1st -12th Annual Report of the United States Geological and Geographical Survey of the Territories ...

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U.S. Government Printing Office, 1874 - 12 pages
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Page 146 - The recent great uplift, while it probably added new plications to the accumulated plications of the past in the ancient rocks, was quite simple with respect to their total plication, and left the upper Triassic and other sedimentary beds comparatively simply structured, they having been affected alone by the later movements.
Page 116 - Pennsylvania mines, about two thousand miles distant, and the very best of the Rocky Mountain coals are obtained directly on the line of the railroad. As a fuel for locomotives and for domestic purposes, including cooking as well as warming, the coal in general answers very well. It kindles and burns freely, making a bright fire, with a yellow blaze and comparatively little smoke ; the odor of this is not so strong or disagreeable as that of the bituminous coals, and somewhat resembles the smell...
Page 1 - This region seems to be unoccupied at this time, as far as I am aware, by any other survey under the Government, and the prospect of its rapid development within the next five years, by some of the most important railroads in the West, renders it very desirable that its resources be made known to the world at as early a date as...
Page 116 - TLis tendency to crumble is the cause of great waste at the mines — all the greater that these tertiary coals can scarcely ever be. made to melt and agglutinate into a firm coke. With rare exceptions, when submitted to the coking process, they retain their form or crumble into a dry powder.
Page 48 - ... miles, in a straight line, and the average elevation above the water-level of the Arkansas River must be about 1,500 feet. Now, It is probable that three-fourths of this vast space from the Tennessee Pass to the Poncho Pass, near the head of San Luis valley, a distance of one hundred miles, has been worn out by erosion, and the greater portion of the material carried down the river and distributed over the plains. It is probable, also, that this great space was at no very ancient period filled...
Page 622 - Claspers of the male relatively long and powerful, first '. joint thickened, with a distinct _ angle at the articulation on the outside and a short, rounded, nearly semicircular process on the inside near the base, about its own diameter from the base ; second joint broad, flattened, continuous with the third joint, strongly curved, outline nearly regularly convex on the outside, until near the middle it...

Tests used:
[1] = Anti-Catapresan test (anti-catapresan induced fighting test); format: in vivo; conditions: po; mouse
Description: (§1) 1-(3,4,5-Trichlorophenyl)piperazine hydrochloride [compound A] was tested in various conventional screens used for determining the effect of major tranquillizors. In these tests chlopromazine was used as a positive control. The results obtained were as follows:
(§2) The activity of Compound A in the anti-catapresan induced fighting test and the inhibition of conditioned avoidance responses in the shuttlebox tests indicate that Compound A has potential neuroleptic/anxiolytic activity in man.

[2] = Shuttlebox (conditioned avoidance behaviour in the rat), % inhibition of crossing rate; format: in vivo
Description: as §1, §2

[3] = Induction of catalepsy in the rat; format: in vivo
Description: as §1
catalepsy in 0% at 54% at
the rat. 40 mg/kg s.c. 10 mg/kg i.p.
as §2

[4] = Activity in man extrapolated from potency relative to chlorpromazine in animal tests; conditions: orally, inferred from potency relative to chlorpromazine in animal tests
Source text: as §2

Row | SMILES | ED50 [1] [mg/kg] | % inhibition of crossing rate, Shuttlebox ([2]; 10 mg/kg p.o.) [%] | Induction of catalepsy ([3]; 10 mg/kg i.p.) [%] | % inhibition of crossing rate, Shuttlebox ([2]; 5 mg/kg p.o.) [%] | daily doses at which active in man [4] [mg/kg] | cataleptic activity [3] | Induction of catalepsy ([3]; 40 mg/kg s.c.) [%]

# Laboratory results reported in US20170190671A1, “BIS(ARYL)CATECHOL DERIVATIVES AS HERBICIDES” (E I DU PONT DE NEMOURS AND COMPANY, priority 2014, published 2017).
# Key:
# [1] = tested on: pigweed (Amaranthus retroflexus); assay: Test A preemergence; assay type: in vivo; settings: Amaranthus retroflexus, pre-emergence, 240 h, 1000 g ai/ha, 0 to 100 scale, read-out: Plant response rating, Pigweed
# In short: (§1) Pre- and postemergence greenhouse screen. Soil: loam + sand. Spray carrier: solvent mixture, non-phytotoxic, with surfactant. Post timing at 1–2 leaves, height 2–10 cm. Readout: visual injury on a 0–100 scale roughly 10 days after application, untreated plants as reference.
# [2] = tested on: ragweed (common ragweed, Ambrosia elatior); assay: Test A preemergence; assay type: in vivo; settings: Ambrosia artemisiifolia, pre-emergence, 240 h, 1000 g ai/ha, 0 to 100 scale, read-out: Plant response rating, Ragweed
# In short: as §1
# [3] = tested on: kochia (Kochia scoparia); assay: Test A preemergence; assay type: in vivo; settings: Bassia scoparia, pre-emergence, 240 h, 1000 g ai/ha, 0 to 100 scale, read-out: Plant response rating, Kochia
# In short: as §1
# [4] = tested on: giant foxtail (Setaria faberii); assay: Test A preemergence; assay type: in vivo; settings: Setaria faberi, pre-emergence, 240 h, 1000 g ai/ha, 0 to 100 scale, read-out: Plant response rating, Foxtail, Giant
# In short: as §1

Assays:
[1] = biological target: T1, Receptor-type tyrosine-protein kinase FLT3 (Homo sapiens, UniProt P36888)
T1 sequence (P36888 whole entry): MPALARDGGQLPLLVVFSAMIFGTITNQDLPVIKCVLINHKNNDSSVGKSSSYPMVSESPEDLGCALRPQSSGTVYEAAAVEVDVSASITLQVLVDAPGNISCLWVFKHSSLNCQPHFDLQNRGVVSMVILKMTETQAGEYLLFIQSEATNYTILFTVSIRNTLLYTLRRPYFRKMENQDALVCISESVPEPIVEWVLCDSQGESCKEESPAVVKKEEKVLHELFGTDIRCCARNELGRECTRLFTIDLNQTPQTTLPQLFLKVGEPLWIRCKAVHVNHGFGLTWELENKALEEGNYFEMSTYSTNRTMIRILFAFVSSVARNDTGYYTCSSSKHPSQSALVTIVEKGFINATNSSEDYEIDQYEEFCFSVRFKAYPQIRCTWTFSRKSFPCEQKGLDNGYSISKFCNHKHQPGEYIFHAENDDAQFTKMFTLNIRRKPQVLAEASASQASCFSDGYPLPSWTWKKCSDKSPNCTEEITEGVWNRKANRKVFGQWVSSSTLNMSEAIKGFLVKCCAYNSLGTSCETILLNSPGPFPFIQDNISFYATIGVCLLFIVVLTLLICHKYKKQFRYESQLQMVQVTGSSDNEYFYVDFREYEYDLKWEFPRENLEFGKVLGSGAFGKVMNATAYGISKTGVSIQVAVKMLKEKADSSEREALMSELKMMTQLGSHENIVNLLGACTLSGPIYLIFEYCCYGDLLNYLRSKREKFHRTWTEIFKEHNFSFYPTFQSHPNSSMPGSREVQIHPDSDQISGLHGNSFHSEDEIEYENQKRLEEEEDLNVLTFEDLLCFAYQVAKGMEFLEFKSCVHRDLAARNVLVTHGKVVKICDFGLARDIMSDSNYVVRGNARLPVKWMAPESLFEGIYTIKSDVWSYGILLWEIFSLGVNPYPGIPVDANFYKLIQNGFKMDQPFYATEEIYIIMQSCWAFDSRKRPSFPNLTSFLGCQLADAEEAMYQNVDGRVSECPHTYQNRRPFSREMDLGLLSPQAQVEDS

Page 369 - Cope, in his report for this same year, was inclined to agree with Hayden in thinking that the period of the deposition of the sediments of this Lignite or Fort Union group, as it was also called, was one of transition from marine to lacustrine conditions and added : "It appears impossible, therefore...
Page 506 - ... received articles of bronze. Different implements of bone or stone for digging in the ground were likewise found, and are here placed before the Section for investigation. The third race which has inhabited Scandinavia came possibly from the north and east, and introduced bronze into the country ; the form of the skull is very different from that of the two former races. It is longer than the first and broader than the second, and withal prominent at the sides. I consider this race to have been...
Page 146 - ... structural geology. The ancient erosion gradually wore down the, mass to the surface of the sea, and while previously to this it was no doubt directed by the structure, yet the mass was finally leveled off irrespective of structure or relative hardnesses of its beds by the encroaching ocean, which worked over its ruins and laid them down upon the smoothed surface in the form of the Triassic and other beds. The recent great uplift...
Page 24 - ... time. They look somewhat like Chrysanthemum blooms, the orange-colored projections consisting of a gelatinous substance projecting from a central ball, chocolate in color and of a firm texture. During dry times the horns apparently disappear and only these central knots or galls are to be seen, varying from the size of a pea to an inch or more in diameter. The horns of jelly contain the spores and as they dry down the spores are carried away as dust by the passing breezes. This is in April or...

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